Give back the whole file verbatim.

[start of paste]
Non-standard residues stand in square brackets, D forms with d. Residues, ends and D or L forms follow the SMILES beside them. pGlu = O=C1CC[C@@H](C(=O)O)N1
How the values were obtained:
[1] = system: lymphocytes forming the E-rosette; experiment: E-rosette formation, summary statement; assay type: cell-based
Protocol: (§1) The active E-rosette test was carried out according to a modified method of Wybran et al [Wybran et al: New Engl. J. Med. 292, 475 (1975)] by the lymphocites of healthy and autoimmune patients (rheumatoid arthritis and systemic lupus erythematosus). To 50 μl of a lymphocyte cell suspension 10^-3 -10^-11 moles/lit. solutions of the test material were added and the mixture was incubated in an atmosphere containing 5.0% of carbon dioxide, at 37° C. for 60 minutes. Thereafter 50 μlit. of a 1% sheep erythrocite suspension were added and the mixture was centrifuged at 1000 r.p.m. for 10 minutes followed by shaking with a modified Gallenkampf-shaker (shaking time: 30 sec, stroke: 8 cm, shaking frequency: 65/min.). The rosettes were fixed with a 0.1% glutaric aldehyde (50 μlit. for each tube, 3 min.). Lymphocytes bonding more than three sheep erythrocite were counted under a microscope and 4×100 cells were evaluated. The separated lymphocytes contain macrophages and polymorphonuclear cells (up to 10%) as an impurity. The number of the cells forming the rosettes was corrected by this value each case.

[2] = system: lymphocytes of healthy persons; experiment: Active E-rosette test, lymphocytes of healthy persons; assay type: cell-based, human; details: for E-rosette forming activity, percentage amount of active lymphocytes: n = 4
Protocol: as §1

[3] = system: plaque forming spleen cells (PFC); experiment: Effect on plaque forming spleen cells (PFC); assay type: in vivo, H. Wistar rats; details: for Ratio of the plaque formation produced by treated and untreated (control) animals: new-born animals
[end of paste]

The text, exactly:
Non-standard residues stand in square brackets, D forms with d. Residues, ends and D or L forms follow the SMILES beside them. pGlu = O=C1CC[C@@H](C(=O)O)N1
How the values were obtained:
[1] = system: lymphocytes forming the E-rosette; experiment: E-rosette formation, summary statement; assay type: cell-based
Protocol: (§1) The active E-rosette test was carried out according to a modified method of Wybran et al [Wybran et al: New Engl. J. Med. 292, 475 (1975)] by the lymphocites of healthy and autoimmune patients (rheumatoid arthritis and systemic lupus erythematosus). To 50 μl of a lymphocyte cell suspension 10^-3 -10^-11 moles/lit. solutions of the test material were added and the mixture was incubated in an atmosphere containing 5.0% of carbon dioxide, at 37° C. for 60 minutes. Thereafter 50 μlit. of a 1% sheep erythrocite suspension were added and the mixture was centrifuged at 1000 r.p.m. for 10 minutes followed by shaking with a modified Gallenkampf-shaker (shaking time: 30 sec, stroke: 8 cm, shaking frequency: 65/min.). The rosettes were fixed with a 0.1% glutaric aldehyde (50 μlit. for each tube, 3 min.). Lymphocytes bonding more than three sheep erythrocite were counted under a microscope and 4×100 cells were evaluated. The separated lymphocytes contain macrophages and polymorphonuclear cells (up to 10%) as an impurity. The number of the cells forming the rosettes was corrected by this value each case.

[2] = system: lymphocytes of healthy persons; experiment: Active E-rosette test, lymphocytes of healthy persons; assay type: cell-based, human; details: for E-rosette forming activity, percentage amount of active lymphocytes: n = 4
Protocol: as §1

[3] = system: plaque forming spleen cells (PFC); experiment: Effect on plaque forming spleen cells (PFC); assay type: in vivo, H. Wistar rats; details: for Ratio of the plaque formation produced by treated and untreated (control) animals: new-born animals